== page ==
GM Food Scandal
After reading the Dick Taverne article, â€śThe real GM food scandalâ€?, I feel much more informed on the issue of genetically modified foods. This is an issue in which I, frankly, had not taken enough interest, most likely because I do not do the grocery shopping for my family and I trust in my motherâ€™s food purchasing decisions. In his article, Taverneâ€™s objective is to first refute the claim that genetically modified foods are unsafe for consumers to eat, and secondly to show why so many people are so strongly against the genetic modification of their foods.
Taverne cites research studies completed in several countries such as India, China, Mexico, France, Brazil, and the United States that all find that the risk for genetically modified crops to be unhealthy is no greater than the risk for conventionally grown crops in order to refute the arguments of those objecting to the genetic modification of crops. He also acknowledges a 2001 study conducted by a European Union commission and also funded by the EU that recorded that not only is the genetic modification of crops healthy for humans, it is also not harmful to the environment. For those that have realized that a safety argument holds no water, and prefer to argue from and environmentalist stance, Taverne recommends a recently concluded study performed by Graham Brooks and Peter Barfoot of PG Economics. The study monitored the environmental effects of genetic modification in the first ten years of its use from 1996 through 2005, and found that any negative externality genetic modification might have on the environment is far outweighed by its positive externalities. Genetic modification of crops reduces agrochemical spraying, saves, energy, reduces need for fossil fuels and emission of greenhouse gasses, and uses land more efficiently. Taverne also argues that traditional methods of modification, in other words cross breeding, is expensive, time-consuming, and is successful much less often than genetic modification. Finally, he shows how many of the people opposing genetic modification are hypocrites because they often embrace this technology for medical purposes. Scientist were able to transfer the human gene that codes for insulin into bacteria and yeast to treat diabetics.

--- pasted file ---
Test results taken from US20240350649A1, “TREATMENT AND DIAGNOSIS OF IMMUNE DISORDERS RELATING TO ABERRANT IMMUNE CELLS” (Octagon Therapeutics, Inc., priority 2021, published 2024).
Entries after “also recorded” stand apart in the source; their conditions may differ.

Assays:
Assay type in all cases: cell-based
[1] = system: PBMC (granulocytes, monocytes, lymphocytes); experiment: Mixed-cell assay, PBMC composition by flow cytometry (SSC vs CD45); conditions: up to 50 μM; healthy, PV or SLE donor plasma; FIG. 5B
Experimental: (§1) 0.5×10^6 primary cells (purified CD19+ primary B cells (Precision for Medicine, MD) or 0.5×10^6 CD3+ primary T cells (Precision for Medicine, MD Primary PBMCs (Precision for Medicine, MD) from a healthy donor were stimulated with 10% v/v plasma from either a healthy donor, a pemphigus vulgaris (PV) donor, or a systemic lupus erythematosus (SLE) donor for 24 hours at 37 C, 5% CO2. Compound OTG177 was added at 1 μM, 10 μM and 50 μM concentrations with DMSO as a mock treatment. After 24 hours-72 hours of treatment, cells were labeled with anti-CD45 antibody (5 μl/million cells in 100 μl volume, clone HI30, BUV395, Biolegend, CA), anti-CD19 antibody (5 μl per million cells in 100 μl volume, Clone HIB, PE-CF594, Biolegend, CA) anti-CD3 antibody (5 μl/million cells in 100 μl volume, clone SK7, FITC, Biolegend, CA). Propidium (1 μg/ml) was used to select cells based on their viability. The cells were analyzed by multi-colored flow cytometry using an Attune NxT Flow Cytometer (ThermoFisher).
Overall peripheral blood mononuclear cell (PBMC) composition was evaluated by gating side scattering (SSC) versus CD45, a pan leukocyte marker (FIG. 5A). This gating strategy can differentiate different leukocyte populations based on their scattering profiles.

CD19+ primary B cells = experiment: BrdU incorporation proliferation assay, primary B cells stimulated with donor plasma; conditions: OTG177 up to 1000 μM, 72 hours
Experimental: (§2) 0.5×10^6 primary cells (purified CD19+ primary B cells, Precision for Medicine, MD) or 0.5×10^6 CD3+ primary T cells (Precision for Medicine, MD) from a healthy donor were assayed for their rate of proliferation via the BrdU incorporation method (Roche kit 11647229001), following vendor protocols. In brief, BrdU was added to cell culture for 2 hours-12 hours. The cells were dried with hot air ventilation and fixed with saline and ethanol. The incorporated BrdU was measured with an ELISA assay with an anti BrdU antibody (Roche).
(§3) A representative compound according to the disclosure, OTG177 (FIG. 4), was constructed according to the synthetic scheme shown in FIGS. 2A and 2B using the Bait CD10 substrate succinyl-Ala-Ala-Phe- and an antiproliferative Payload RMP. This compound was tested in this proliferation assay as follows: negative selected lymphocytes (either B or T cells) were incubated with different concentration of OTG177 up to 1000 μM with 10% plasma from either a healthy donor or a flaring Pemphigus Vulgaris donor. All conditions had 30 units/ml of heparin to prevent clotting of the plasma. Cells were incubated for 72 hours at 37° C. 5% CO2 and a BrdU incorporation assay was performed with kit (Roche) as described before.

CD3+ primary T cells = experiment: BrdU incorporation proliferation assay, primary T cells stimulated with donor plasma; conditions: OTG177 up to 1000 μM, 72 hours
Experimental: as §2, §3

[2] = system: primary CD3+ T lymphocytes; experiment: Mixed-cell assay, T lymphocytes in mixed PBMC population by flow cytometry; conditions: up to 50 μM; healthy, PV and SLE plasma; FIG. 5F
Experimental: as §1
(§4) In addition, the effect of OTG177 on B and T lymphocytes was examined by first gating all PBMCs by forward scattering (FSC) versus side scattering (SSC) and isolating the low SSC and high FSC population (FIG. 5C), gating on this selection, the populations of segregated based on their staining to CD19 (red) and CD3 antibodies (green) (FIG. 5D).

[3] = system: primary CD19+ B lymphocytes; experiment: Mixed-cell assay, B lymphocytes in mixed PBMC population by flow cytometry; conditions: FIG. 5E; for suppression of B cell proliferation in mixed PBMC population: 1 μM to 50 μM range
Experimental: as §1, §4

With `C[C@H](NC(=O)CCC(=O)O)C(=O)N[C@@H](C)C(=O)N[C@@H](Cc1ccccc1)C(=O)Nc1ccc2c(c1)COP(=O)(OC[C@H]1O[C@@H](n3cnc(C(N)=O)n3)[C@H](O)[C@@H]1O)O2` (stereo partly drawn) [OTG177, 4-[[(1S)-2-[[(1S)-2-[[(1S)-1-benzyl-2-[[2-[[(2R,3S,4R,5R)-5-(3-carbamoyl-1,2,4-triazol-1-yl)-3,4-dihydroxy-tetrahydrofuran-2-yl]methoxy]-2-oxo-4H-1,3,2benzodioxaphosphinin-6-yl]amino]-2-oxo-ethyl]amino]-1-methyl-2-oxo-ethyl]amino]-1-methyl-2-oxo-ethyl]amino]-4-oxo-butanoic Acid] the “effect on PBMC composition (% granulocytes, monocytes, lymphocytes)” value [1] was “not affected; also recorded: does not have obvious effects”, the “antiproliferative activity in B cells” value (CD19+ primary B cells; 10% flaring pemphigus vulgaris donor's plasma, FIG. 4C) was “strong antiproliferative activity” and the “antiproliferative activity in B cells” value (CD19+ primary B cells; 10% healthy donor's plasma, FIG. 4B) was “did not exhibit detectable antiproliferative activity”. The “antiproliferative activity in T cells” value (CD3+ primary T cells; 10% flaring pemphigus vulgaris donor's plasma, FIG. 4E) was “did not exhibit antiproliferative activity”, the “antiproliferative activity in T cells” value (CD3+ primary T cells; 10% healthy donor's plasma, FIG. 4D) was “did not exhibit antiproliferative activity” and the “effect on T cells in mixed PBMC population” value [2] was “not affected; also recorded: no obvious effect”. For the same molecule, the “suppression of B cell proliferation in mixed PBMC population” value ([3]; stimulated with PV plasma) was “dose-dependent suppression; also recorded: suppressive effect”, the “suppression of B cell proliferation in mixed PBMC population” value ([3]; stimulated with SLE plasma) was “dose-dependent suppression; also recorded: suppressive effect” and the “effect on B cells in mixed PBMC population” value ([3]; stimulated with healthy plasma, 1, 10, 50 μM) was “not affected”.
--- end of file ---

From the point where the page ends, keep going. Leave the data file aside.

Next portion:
So why is the genetic modification of crops so universally conflicted and disliked? Why would regulations in the US and Europe make entering a genetically modified crop into the market so much slower and more expensive than a traditional crop? Taverne believes the problem lies within the fact that the large companies with resources to enter genetically modified crops into the market care more about financial gain than the overall welfare of the worldâ€™s people. The Reagan administration fought to abolish these regulations and convince lawmakers that genetically modified foods should be viewed as simply a new product rather than looking at how it was derived. However, large companies like Monsanto were able to strike fear of new technology to the American public and stave off change. Another contributing factor is the regulation laws being passed in the first place. Rather than provide comfort and security to the American public, they made the public suspicious, they thought genetic engineering must be dangerous if the government feels the need to regulate it.
I agree with Taverne in support of genetic modification of crops because there are scientific studies that have torn apart arguments of health issues and problems for the environment. The fact that a multitude of countries have all performed studies on genetically modified foods and have all come to the same conclusion is enough evidence to favor genetic modification. Another factor leading to my support of genetic modification is that all of the arguments against it are purely speculation. The fact that the opposition has little or no data to back up its arguments is almost as convincing as supporting data.